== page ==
Saturday, November 2, 2013

Are Iyengar Yoga Teachers "Purists"?

Yesterday I was talking with a friend about my studio, Alcove Yoga, and she asked if I would consider adding other sorts of yoga. I paused for a moment before saying "No." She then asked if I was a "Purist." She clarified what she meant--"like either you're Baptist or Catholic, but not both."

Yes, I guess so. And I explained the reason. I don't offer other kinds of yoga at my studio because students will get confused. Let's suppose I teach them the fundamentals of a basic posture, like Utthita Parsvakonasana (Extended Side Angle Posture) to a student. I want her to remember the fundamentals (placements and actions of each major body part) for the next time I see her, if not forever.

Then she goes to a "Hatha" class or a Hot Yoga class or some Vinyasa class or something else. She carries with her the instructions I gave her, but the teacher there wants something different that comes from his or her own practice. So the student, if she is respectful, complies with the second teacher, and now has a new Samskara (body/mind imprint) that I will have to deal with if this student ever comes back to my class. And the student will be confused about which way to practice. Or the student will just pick and choose different techniques for different postures based on comfort, pleasure, or convenience of memory. None of this constitutes yoga. Yoga is a practice that requires transcendence of the pursuit of pleasures or comforts. It requires discipline and commitment.

The Bhakti philosopher Edwin Bryant once said in class: "You should pick one method and stick with it. If you sample this religion and that, you'll find out a lot about different kinds of religions, but you'll never find the Atman [soul]." You have to commit yourself to one spiritual path. Otherwise, when things get tough (and they will if you are a seeker), you'll be too tempted to drop out and try something else that's easier. Or get a new teacher who might like you better. Provided there's nothing illegal or immoral going on, sticking to your method, religion, or teacher when things get uncomfortable, will help you go deeper. And it's absolutely necessary for a genuine yoga practice.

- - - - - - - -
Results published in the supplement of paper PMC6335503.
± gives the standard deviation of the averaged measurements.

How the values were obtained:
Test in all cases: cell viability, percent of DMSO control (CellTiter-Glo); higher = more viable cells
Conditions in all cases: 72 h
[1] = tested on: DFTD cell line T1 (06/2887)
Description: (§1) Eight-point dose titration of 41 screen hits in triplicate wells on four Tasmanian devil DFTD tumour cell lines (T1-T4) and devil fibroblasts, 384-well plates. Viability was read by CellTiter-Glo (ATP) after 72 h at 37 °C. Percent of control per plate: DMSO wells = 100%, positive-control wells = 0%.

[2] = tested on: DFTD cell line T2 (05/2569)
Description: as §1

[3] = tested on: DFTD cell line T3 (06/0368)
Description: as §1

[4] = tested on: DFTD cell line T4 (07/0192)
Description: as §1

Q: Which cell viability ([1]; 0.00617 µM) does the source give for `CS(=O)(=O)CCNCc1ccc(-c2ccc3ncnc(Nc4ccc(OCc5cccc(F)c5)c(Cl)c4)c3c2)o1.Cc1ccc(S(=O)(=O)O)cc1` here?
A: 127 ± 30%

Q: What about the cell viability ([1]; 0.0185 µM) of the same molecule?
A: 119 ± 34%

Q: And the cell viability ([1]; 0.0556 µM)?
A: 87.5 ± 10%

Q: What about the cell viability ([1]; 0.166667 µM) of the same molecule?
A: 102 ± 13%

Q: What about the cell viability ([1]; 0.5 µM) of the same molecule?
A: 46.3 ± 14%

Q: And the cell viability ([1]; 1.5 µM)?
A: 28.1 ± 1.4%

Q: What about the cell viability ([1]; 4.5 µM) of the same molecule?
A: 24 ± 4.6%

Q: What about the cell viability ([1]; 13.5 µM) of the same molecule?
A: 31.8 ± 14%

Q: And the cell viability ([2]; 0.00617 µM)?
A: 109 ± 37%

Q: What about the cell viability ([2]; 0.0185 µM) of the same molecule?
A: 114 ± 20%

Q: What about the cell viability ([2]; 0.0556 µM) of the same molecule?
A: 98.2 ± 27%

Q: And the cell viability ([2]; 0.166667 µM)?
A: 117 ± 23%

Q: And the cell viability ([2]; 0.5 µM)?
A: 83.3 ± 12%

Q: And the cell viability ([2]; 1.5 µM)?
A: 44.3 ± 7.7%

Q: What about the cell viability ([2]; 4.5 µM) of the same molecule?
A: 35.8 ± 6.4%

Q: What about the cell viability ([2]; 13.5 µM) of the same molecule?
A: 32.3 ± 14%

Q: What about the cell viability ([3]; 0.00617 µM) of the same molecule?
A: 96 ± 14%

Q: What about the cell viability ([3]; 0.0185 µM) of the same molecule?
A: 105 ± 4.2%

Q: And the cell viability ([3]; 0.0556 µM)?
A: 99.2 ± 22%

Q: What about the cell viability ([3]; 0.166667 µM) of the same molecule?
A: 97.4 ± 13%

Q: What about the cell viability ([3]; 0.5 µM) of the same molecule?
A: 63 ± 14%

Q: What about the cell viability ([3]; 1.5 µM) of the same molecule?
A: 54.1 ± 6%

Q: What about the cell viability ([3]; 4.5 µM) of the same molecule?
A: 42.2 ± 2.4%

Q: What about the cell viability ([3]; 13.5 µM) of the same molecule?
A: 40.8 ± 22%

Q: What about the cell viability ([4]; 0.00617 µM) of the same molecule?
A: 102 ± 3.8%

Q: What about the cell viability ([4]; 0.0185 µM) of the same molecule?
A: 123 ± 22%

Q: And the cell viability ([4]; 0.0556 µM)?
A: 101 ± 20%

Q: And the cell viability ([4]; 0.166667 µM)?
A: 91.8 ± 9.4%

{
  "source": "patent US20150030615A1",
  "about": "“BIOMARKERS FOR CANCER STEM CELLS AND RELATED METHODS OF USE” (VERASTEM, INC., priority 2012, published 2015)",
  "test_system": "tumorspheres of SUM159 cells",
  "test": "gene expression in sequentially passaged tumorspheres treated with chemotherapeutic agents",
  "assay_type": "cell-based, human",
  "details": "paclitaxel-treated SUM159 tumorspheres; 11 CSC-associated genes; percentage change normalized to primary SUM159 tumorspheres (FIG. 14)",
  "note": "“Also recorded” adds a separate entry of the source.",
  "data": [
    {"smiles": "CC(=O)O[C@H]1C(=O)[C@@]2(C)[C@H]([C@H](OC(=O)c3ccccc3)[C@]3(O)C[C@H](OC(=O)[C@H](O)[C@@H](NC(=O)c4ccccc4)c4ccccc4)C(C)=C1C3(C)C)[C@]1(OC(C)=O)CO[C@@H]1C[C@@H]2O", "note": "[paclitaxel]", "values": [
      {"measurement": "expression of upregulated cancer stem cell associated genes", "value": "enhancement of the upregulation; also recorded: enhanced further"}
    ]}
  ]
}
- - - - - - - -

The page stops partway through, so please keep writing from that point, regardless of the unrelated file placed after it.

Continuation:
The second reason I may be called a "Purist" has to do with accountability and the relationship between Guru  and Sishya (Pupil). The word Guru means quite literally "heavy". Our Guru is B.K.S. Iyengar. We are accountable to him and his family of teachers, Geeta Iyengar, Prashant Iyengar, Sunita Iyengar, Abijata Iyengar. How can B.K.S. Iyengar sign our teaching certificates if we are mixing methods? How can there be accountability? We are trained to look at each and every individual in a group and make sure, first of all, that the practices are safe. If we are teaching something added from the latest popular trend and over time there are injuries, how can we know what is the cause of that injury? We don't mix methods in Iyengar Yoga because we are accountable for the practices we teach. They come to us from a master who has experimented on his own body for 8 decades of practice, and then passed on his knowledge to thousands of students with whom he has had relationships for decades. We don't make up new things to be entertaining or to compete with what someone else is doing.

Iyengar certified teachers can all trace our teachers to the founder of modern Yoga: T. Krishnamacharya. My lineage is the following: My teachers are Patricia Walden and Chris Saudek; their teachers are B.K.S. Iyengar; his Guru was T. Krishnamacharya. To be faithful to that heritage and lineage, we don't covet what others are doing, and we don't seek out the latest tips, tricks, or trends from other methods for our own practice or teaching.

I'm not knocking studios where different kinds of yoga are offered under the same roof. This is a practical necessity in most cases. That's just sharing brick and mortar and bringing seekers together. It's an opportunity to practice maitri, friendliness, with fellow seekers. I also think of all the churches that lend their spaces to yoga teachers; and how grateful I am to the Benedictine monks in St. Joseph's parish who let us have retreats in their Christian Life Center, as we explore a completely different spiritual path than Christianity.

I am suggesting that if you really want a transformational yoga practice, you have to make a choice. And you have be loyal and committed to your teacher.  I do not speak for all Iyengar Teachers. I am just giving you my view. Thanks!

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